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The Balancing Act Between Dwyane Wade and Goran Dragic

Kim Klement/USA TODAY Sports

Dwyane Wade is a very good basketball player. Goran Dragic is also a very good basketball player. A very good point guard playing alongside a very good shooting guard should logically form, well, a very good backcourt.

However, in today’s NBA, fit means almost as much as talent does. Dragic and Wade are an awkward fit.

Dragic likes to push the pace, probe in the lane for potential passing targets or finish at the basket himself. Wade on the other hand likes to hold the ball, survey the defense and work his mid-range magic with an array of pull-up Js or post-ups.

Via NBA.com, the Dragic-Wade pairing has a net rating of +1.4 this season, which isn’t bad, but it’s pretty underwhelming for players of their talent and collective IQ. To put that into perspective, this duo pairing ranks 12th in the NBA…among starting backcourts, that is.

No disrespect, but do you know how disheartening it was to see these two ranked behind Reggie Jackson/Kentavious Caldwell-Pope and Deron Williams/Wesley Matthews? Not fun stuff.

There have been flashes of what the pairing can do when they’re clicking. There was a sequence in the third quarter of the Raptors-Heat game where Dragic attacked off of high P&R, Wade made a hard, smart cut to the basket, received a pass and then quickly lobbed the ball up to Hassan Whiteside for the slam. It was absolutely beautiful to watch:

More often than not, though, we’ve seen Dragic defer to the Heat legend — probably to a fault at this point. Whether Wade has it going or not, there’s a trend of Dragic taking a backseat in the second halves of games:

backcourt usage

Dragic was very tentative to begin the year, but even as we’ve seen him play more aggressively, Wade still beats the drum while Dragic polishes off the sticks.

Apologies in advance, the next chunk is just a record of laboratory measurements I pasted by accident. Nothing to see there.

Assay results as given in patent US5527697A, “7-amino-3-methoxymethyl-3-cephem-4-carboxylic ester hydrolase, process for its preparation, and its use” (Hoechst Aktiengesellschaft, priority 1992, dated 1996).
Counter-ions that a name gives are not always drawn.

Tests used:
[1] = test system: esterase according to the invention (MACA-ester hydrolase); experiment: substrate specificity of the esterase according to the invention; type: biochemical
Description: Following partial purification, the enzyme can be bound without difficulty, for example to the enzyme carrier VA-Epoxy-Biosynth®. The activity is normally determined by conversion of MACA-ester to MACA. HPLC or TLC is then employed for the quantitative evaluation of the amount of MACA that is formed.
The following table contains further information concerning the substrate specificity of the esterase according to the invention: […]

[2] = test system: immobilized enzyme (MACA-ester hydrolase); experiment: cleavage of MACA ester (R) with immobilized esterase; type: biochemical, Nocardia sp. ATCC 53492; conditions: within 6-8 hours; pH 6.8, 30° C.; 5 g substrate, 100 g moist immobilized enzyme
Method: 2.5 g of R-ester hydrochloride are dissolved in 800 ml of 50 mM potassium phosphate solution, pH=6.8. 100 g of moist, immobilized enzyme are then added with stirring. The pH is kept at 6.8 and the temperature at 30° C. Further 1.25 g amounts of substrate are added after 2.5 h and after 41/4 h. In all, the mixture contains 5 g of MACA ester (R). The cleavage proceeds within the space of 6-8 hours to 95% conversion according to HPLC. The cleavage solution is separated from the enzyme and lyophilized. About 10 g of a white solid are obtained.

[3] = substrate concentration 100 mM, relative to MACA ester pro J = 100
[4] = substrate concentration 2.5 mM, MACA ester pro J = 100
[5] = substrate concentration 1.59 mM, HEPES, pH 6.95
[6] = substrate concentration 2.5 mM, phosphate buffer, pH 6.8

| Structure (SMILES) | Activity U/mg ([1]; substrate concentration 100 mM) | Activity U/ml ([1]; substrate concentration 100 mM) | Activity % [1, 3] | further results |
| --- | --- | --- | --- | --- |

To be frank, the offense flows a lot better when Dragic does a majority of the ball-handling. When Dragic is able to push the ball and run P&R while Wade works himself open with cuts or coming off pin-downs, the offense is more dangerous:

Possessions like this aren’t ideal:

Via Synergy, Wade is shooting 14-42 in isolation and 19-50 on post-ups this year — “good” for a combined 33-92 (35.9 FG%) mark on what we’ll call “individual plays.” On the other side of the coin, he’s shooting a combined 43-95 (45.3 FG%) on off-ball plays — spot-up jumpers, dribble hand-offs, off-screen scenarios and cuts.

Both Wade and Dragic have been above-average as P&R initiators this season, but Wade’s ability to produce off the ball is even more reason for Dragic to have more control over the offense.

In the short term, there shouldn’t be too much concern about Miami’s backcourt. The fit will probably never be perfect just because they’re both ball-dominant players, and Dragic’s extended three-point slump isn’t necessarily helping matters. As they continue to get used to each other, we should see better on-court synergy between the two.

To a MUCH SMALLER EXTENT, there are some similarities between Dragic/Wade and LeBron/Wade. Much like the LeBron thing played out, Wade will eventually have to hand Dragic the keys to the offense in order for the rest of the roster to be maximized. The Heat have made a rather large investment into Dragic, and with Wade on the back end of his career, the priority this season and moving forward should be to build around Dragic and his style.

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